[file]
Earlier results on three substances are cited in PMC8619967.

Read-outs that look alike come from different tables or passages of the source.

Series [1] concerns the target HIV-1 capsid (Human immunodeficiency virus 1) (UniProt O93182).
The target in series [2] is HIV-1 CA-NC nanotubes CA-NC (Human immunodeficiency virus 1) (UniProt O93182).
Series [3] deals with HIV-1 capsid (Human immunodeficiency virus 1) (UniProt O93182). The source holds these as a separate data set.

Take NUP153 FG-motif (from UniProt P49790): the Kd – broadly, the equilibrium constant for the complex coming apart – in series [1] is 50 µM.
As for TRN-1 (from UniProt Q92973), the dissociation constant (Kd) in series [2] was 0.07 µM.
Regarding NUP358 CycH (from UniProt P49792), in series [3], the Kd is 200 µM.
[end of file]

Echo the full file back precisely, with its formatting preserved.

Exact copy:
Earlier results on three substances are cited in PMC8619967.

Read-outs that look alike come from different tables or passages of the source.

Series [1] concerns the target HIV-1 capsid (Human immunodeficiency virus 1) (UniProt O93182).
The target in series [2] is HIV-1 CA-NC nanotubes CA-NC (Human immunodeficiency virus 1) (UniProt O93182).
Series [3] deals with HIV-1 capsid (Human immunodeficiency virus 1) (UniProt O93182). The source holds these as a separate data set.

Take NUP153 FG-motif (from UniProt P49790): the Kd – broadly, the equilibrium constant for the complex coming apart – in series [1] is 50 µM.
As for TRN-1 (from UniProt Q92973), the dissociation constant (Kd) in series [2] was 0.07 µM.
Regarding NUP358 CycH (from UniProt P49792), in series [3], the Kd is 200 µM.